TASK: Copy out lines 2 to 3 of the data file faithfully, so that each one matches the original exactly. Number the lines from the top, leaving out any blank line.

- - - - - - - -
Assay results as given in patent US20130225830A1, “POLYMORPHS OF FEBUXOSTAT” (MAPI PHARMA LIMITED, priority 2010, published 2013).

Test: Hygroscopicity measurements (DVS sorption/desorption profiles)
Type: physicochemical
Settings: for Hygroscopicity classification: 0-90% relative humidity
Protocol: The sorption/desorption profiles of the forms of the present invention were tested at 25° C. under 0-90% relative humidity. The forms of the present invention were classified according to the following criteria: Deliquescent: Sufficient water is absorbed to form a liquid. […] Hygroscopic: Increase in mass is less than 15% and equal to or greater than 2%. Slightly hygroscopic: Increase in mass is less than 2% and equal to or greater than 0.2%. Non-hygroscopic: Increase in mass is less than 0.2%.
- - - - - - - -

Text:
Test: Hygroscopicity measurements (DVS sorption/desorption profiles)
Type: physicochemical